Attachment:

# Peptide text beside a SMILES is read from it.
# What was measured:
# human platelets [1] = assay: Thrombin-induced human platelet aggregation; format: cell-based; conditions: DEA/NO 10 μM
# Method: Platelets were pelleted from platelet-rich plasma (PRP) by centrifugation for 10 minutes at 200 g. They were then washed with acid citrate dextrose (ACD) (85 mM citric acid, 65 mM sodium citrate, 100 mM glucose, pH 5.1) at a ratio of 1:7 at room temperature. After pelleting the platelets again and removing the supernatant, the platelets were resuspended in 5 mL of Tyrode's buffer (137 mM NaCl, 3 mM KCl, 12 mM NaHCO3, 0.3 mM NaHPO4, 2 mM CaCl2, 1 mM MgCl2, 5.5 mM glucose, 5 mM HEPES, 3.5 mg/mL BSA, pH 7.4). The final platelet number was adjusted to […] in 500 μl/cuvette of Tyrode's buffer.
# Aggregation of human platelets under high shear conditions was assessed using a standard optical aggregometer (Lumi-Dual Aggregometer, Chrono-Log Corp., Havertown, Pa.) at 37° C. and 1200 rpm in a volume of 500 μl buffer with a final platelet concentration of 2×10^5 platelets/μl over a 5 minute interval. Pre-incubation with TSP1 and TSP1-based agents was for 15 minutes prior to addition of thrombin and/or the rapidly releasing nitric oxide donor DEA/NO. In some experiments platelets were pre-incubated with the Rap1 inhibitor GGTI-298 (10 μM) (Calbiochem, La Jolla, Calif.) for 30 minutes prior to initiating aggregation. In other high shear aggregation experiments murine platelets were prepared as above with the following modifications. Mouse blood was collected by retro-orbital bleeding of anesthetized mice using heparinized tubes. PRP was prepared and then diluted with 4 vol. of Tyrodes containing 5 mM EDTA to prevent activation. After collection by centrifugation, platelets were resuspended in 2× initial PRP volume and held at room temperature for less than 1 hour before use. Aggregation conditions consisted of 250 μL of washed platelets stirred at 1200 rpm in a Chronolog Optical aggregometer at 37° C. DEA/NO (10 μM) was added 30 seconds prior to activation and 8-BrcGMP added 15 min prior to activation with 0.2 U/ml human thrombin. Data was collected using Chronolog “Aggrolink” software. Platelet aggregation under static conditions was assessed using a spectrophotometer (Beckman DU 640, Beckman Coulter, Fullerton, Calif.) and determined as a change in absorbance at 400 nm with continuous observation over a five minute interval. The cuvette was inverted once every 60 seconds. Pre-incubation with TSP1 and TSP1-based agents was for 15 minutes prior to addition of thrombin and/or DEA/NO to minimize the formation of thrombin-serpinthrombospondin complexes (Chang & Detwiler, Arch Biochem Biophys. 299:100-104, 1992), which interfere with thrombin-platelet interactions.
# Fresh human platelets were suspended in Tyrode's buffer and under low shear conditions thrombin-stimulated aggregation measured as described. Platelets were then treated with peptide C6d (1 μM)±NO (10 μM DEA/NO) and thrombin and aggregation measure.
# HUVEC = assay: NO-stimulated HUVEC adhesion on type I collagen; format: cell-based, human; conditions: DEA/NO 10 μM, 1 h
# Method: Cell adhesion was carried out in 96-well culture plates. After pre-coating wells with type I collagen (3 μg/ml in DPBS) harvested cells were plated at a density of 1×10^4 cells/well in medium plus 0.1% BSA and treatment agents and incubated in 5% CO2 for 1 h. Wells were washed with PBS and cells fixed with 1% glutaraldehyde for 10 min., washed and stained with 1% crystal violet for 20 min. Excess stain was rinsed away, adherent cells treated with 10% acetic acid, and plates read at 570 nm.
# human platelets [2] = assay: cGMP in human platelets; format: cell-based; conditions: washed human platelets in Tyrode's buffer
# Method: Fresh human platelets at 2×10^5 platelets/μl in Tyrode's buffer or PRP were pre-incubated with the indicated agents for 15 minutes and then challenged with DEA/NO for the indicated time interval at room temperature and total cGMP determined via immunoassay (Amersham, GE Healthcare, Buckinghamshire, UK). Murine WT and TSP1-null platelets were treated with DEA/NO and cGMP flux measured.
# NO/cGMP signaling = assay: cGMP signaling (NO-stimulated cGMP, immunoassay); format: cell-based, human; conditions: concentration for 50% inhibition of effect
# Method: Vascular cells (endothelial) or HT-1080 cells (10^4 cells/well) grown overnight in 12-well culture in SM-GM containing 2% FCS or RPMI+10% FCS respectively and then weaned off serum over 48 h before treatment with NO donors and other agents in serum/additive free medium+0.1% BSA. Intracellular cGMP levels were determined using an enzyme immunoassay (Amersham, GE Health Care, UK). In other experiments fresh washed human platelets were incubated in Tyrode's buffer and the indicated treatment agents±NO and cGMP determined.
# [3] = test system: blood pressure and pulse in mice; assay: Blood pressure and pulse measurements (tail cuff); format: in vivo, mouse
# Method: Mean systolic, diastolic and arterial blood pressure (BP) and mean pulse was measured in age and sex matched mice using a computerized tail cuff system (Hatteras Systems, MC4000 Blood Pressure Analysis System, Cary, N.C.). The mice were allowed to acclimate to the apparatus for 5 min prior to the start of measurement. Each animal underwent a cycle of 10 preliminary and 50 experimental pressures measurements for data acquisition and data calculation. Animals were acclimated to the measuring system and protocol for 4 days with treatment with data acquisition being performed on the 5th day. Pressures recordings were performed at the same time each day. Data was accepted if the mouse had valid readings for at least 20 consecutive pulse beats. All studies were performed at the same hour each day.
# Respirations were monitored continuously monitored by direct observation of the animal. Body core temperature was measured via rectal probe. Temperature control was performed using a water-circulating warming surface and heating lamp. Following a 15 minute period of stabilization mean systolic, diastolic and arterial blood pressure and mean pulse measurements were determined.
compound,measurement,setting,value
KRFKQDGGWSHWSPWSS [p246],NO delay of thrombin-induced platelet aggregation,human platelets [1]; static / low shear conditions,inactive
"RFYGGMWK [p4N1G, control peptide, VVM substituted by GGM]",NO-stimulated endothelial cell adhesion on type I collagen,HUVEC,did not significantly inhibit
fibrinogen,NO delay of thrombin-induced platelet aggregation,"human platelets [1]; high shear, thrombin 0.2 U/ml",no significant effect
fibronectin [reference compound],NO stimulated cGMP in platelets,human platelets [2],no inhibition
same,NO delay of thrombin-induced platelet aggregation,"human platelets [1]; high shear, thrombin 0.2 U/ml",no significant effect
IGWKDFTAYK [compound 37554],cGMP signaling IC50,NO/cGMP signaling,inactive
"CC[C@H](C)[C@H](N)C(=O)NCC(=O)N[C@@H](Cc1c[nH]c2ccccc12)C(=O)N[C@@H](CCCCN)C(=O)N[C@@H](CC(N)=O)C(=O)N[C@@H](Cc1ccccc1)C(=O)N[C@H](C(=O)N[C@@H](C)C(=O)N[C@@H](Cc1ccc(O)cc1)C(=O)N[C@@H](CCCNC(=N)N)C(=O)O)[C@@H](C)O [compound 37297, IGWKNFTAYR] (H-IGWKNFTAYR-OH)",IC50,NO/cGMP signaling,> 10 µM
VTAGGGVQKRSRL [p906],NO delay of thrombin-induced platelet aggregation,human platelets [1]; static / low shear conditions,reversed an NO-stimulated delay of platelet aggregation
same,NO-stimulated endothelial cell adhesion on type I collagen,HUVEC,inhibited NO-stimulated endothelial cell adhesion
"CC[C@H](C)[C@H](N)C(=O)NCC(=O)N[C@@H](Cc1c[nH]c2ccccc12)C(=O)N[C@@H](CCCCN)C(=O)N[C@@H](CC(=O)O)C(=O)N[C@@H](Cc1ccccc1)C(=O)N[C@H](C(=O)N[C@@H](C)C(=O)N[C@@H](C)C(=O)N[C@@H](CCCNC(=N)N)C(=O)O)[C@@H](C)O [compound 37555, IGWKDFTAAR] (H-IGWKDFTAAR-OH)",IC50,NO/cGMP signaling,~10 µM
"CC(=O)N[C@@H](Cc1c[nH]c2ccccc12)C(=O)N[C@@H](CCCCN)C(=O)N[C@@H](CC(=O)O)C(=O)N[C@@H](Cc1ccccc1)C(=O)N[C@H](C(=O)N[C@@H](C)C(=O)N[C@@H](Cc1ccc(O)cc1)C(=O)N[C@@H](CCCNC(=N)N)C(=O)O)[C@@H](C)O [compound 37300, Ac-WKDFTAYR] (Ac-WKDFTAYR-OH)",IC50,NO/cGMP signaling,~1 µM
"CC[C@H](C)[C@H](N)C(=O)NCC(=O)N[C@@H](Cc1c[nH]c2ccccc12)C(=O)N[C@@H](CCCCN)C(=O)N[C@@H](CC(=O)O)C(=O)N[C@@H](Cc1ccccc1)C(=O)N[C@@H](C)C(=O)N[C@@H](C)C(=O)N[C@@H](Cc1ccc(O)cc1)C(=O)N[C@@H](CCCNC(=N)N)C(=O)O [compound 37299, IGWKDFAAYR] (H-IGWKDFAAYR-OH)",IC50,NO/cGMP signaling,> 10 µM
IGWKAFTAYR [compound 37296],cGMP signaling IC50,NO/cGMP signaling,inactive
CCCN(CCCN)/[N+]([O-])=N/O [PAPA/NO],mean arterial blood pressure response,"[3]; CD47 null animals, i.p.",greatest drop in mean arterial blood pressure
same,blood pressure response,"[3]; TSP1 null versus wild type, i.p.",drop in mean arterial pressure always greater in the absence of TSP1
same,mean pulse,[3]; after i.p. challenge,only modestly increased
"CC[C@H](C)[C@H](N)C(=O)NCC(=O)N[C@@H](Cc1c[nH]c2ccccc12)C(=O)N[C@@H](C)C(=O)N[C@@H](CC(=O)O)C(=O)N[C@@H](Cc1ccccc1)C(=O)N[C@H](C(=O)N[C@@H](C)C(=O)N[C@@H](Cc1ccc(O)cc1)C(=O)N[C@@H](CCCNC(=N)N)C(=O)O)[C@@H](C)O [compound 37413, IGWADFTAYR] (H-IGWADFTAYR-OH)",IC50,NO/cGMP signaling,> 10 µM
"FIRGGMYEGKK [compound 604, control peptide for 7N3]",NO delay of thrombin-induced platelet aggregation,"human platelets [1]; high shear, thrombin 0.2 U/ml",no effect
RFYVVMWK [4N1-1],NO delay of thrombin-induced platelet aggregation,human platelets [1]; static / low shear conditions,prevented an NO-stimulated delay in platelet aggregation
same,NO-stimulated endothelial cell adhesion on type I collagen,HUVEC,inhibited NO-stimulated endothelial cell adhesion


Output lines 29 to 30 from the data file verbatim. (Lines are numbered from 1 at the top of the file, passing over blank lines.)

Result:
IGWKAFTAYR [compound 37296],cGMP signaling IC50,NO/cGMP signaling,inactive
CCCN(CCCN)/[N+]([O-])=N/O [PAPA/NO],mean arterial blood pressure response,"[3]; CD47 null animals, i.p.",greatest drop in mean arterial blood pressure